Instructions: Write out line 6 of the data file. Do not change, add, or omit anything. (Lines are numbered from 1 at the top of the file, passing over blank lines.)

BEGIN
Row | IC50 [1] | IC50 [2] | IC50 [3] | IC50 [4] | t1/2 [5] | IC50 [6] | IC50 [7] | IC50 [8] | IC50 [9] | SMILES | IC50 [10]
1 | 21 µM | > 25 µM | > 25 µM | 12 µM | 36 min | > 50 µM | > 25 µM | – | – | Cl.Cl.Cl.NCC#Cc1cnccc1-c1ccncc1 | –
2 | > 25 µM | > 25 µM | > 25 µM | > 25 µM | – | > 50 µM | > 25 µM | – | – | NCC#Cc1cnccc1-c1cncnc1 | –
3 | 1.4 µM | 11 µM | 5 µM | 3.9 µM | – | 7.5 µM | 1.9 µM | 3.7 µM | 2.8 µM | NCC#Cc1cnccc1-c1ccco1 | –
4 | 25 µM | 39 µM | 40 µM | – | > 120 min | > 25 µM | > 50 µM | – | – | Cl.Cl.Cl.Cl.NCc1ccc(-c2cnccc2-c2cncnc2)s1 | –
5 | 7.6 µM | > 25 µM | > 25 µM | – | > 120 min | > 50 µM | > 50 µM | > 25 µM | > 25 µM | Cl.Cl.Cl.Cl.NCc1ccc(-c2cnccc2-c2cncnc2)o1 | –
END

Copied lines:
5 | 7.6 µM | > 25 µM | > 25 µM | – | > 120 min | > 50 µM | > 50 µM | > 25 µM | > 25 µM | Cl.Cl.Cl.Cl.NCc1ccc(-c2cnccc2-c2cncnc2)o1 | –